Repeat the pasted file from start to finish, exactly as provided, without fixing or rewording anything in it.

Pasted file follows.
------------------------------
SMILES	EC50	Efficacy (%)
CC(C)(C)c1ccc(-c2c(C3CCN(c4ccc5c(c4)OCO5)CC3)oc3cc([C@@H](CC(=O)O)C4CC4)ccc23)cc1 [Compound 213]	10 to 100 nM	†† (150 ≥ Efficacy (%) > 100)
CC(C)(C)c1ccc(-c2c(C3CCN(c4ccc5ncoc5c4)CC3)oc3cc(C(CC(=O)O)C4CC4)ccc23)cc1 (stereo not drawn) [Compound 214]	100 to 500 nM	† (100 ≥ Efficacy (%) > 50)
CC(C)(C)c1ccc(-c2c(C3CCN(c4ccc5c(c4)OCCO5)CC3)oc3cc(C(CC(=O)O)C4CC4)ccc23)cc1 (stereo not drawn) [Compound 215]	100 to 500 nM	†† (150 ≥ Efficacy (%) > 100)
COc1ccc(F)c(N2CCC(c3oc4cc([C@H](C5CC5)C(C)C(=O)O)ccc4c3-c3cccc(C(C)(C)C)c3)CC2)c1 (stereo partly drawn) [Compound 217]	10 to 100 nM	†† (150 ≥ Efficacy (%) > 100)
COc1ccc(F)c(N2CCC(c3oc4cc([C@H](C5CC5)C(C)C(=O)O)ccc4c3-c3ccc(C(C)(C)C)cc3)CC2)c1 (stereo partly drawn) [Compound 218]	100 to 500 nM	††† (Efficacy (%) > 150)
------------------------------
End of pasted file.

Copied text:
SMILES	EC50	Efficacy (%)
CC(C)(C)c1ccc(-c2c(C3CCN(c4ccc5c(c4)OCO5)CC3)oc3cc([C@@H](CC(=O)O)C4CC4)ccc23)cc1 [Compound 213]	10 to 100 nM	†† (150 ≥ Efficacy (%) > 100)
CC(C)(C)c1ccc(-c2c(C3CCN(c4ccc5ncoc5c4)CC3)oc3cc(C(CC(=O)O)C4CC4)ccc23)cc1 (stereo not drawn) [Compound 214]	100 to 500 nM	† (100 ≥ Efficacy (%) > 50)
CC(C)(C)c1ccc(-c2c(C3CCN(c4ccc5c(c4)OCCO5)CC3)oc3cc(C(CC(=O)O)C4CC4)ccc23)cc1 (stereo not drawn) [Compound 215]	100 to 500 nM	†† (150 ≥ Efficacy (%) > 100)
COc1ccc(F)c(N2CCC(c3oc4cc([C@H](C5CC5)C(C)C(=O)O)ccc4c3-c3cccc(C(C)(C)C)c3)CC2)c1 (stereo partly drawn) [Compound 217]	10 to 100 nM	†† (150 ≥ Efficacy (%) > 100)
COc1ccc(F)c(N2CCC(c3oc4cc([C@H](C5CC5)C(C)C(=O)O)ccc4c3-c3ccc(C(C)(C)C)cc3)CC2)c1 (stereo partly drawn) [Compound 218]	100 to 500 nM	††† (Efficacy (%) > 150)